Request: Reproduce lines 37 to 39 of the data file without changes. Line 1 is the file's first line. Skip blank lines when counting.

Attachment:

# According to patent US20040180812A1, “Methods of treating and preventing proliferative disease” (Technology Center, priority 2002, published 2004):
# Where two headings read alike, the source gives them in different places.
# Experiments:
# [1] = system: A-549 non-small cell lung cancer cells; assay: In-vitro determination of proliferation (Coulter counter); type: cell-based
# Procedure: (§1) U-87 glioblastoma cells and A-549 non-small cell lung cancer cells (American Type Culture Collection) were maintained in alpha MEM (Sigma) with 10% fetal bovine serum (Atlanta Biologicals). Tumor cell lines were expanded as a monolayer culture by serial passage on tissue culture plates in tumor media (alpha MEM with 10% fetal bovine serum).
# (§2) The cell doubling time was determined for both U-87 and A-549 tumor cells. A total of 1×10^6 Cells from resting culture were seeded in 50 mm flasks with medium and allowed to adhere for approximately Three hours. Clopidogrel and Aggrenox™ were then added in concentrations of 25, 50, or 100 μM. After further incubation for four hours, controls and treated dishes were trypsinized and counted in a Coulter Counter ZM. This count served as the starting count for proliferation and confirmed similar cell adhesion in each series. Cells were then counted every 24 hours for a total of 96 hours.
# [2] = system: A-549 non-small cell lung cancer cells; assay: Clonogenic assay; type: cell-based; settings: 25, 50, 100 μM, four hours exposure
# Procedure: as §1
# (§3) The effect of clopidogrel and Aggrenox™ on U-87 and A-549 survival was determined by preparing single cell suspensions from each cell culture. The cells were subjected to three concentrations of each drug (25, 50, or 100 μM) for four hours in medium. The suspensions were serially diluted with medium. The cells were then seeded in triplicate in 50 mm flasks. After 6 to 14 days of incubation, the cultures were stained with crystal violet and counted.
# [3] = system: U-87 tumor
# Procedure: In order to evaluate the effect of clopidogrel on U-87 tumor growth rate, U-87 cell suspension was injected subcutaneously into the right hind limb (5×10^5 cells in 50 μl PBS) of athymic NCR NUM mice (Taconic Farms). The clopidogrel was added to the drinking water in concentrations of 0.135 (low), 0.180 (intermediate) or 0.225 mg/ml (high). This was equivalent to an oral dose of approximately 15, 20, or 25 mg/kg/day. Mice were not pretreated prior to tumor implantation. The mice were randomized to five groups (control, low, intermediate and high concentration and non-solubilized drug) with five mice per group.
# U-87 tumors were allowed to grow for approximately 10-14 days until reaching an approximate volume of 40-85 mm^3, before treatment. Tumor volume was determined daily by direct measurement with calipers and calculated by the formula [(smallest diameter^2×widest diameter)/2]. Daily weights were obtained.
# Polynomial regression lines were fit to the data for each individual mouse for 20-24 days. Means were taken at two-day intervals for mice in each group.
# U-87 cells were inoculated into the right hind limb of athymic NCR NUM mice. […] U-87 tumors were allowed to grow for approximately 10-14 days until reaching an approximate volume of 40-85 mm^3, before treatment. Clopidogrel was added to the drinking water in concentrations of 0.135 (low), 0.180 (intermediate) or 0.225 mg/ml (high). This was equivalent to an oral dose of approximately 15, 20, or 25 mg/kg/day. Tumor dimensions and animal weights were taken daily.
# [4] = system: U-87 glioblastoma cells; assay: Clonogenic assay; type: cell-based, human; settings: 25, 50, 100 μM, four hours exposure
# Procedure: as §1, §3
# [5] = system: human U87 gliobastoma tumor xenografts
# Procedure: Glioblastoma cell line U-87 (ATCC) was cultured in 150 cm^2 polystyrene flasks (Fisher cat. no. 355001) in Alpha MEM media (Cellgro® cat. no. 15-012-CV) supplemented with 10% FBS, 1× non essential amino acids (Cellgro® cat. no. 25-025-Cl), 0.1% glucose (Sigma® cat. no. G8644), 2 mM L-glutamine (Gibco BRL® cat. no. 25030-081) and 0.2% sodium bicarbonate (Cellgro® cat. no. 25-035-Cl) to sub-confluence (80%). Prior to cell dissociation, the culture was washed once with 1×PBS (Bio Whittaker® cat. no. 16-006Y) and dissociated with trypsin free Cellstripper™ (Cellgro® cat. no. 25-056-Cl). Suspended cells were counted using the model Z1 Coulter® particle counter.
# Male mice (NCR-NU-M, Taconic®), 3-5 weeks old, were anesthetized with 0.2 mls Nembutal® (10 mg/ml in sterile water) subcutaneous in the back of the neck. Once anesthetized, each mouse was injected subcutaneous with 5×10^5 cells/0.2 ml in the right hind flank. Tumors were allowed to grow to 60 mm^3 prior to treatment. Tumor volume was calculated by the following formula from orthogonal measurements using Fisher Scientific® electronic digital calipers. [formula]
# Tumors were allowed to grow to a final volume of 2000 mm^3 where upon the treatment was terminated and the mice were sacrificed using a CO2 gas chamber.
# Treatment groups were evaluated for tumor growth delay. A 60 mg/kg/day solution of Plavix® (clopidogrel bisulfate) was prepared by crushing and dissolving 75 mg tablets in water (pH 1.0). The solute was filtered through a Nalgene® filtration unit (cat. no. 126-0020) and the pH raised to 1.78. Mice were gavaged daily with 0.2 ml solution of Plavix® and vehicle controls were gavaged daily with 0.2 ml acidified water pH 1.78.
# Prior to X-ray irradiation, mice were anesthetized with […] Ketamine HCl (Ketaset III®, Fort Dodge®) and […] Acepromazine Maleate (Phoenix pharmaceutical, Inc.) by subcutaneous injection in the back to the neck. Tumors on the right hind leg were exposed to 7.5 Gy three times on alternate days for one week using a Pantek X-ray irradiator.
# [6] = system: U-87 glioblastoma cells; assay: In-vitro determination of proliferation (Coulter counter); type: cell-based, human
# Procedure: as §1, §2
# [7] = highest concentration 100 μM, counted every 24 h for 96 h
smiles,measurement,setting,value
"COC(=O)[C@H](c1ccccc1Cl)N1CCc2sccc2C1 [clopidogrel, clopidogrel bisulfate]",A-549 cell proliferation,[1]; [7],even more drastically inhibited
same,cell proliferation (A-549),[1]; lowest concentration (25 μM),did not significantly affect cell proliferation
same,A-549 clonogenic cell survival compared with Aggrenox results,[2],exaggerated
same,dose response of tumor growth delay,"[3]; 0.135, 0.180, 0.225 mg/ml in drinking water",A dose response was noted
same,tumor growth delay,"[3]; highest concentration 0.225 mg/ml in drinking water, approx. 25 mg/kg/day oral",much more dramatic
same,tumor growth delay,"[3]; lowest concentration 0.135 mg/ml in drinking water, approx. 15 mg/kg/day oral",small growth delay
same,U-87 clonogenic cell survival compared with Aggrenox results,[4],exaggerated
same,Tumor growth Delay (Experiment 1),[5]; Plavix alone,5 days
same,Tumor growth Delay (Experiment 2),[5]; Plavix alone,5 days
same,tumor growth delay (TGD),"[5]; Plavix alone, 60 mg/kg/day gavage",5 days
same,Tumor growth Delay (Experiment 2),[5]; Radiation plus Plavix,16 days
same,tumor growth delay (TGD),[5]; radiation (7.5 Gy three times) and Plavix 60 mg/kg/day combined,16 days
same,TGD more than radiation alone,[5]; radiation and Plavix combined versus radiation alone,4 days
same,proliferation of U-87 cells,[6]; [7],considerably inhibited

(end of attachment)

same,Tumor growth Delay (Experiment 2),[5]; Radiation plus Plavix,16 days
same,tumor growth delay (TGD),[5]; radiation (7.5 Gy three times) and Plavix 60 mg/kg/day combined,16 days
same,TGD more than radiation alone,[5]; radiation and Plavix combined versus radiation alone,4 days